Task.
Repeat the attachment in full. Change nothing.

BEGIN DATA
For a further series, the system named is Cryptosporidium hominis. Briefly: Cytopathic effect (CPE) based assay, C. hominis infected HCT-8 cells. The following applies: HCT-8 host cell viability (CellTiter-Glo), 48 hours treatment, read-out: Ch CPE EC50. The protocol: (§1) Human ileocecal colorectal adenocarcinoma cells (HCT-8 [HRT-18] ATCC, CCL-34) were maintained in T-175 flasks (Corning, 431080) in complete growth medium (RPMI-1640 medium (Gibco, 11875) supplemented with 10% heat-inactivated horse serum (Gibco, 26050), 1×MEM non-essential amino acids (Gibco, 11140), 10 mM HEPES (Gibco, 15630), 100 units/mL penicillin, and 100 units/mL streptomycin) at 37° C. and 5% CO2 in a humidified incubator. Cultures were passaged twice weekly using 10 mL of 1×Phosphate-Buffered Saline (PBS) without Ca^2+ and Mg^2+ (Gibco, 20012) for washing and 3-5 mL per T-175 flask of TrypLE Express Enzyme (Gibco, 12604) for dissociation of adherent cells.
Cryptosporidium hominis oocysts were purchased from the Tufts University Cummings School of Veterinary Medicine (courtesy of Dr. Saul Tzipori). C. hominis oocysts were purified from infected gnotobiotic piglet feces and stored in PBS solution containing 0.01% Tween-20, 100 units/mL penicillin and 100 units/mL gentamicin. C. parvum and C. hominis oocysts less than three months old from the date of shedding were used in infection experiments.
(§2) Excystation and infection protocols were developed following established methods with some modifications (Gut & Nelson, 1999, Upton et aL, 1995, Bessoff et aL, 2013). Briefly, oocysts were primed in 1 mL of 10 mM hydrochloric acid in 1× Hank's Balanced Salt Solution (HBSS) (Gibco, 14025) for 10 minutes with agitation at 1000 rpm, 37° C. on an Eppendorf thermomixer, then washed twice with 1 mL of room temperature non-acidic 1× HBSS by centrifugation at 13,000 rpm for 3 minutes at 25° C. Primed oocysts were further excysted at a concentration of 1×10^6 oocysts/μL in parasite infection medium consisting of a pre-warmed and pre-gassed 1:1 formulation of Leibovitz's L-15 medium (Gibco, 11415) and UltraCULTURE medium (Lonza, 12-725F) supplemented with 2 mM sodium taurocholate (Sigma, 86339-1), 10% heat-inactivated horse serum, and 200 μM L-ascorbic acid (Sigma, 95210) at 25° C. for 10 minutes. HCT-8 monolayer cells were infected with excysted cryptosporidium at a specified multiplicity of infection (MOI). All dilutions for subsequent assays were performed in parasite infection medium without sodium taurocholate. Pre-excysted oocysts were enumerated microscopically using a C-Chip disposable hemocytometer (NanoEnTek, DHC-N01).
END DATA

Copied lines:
For a further series, the system named is Cryptosporidium hominis. Briefly: Cytopathic effect (CPE) based assay, C. hominis infected HCT-8 cells. The following applies: HCT-8 host cell viability (CellTiter-Glo), 48 hours treatment, read-out: Ch CPE EC50. The protocol: (§1) Human ileocecal colorectal adenocarcinoma cells (HCT-8 [HRT-18] ATCC, CCL-34) were maintained in T-175 flasks (Corning, 431080) in complete growth medium (RPMI-1640 medium (Gibco, 11875) supplemented with 10% heat-inactivated horse serum (Gibco, 26050), 1×MEM non-essential amino acids (Gibco, 11140), 10 mM HEPES (Gibco, 15630), 100 units/mL penicillin, and 100 units/mL streptomycin) at 37° C. and 5% CO2 in a humidified incubator. Cultures were passaged twice weekly using 10 mL of 1×Phosphate-Buffered Saline (PBS) without Ca^2+ and Mg^2+ (Gibco, 20012) for washing and 3-5 mL per T-175 flask of TrypLE Express Enzyme (Gibco, 12604) for dissociation of adherent cells.
Cryptosporidium hominis oocysts were purchased from the Tufts University Cummings School of Veterinary Medicine (courtesy of Dr. Saul Tzipori). C. hominis oocysts were purified from infected gnotobiotic piglet feces and stored in PBS solution containing 0.01% Tween-20, 100 units/mL penicillin and 100 units/mL gentamicin. C. parvum and C. hominis oocysts less than three months old from the date of shedding were used in infection experiments.
(§2) Excystation and infection protocols were developed following established methods with some modifications (Gut & Nelson, 1999, Upton et aL, 1995, Bessoff et aL, 2013). Briefly, oocysts were primed in 1 mL of 10 mM hydrochloric acid in 1× Hank's Balanced Salt Solution (HBSS) (Gibco, 14025) for 10 minutes with agitation at 1000 rpm, 37° C. on an Eppendorf thermomixer, then washed twice with 1 mL of room temperature non-acidic 1× HBSS by centrifugation at 13,000 rpm for 3 minutes at 25° C. Primed oocysts were further excysted at a concentration of 1×10^6 oocysts/μL in parasite infection medium consisting of a pre-warmed and pre-gassed 1:1 formulation of Leibovitz's L-15 medium (Gibco, 11415) and UltraCULTURE medium (Lonza, 12-725F) supplemented with 2 mM sodium taurocholate (Sigma, 86339-1), 10% heat-inactivated horse serum, and 200 μM L-ascorbic acid (Sigma, 95210) at 25° C. for 10 minutes. HCT-8 monolayer cells were infected with excysted cryptosporidium at a specified multiplicity of infection (MOI). All dilutions for subsequent assays were performed in parasite infection medium without sodium taurocholate. Pre-excysted oocysts were enumerated microscopically using a C-Chip disposable hemocytometer (NanoEnTek, DHC-N01).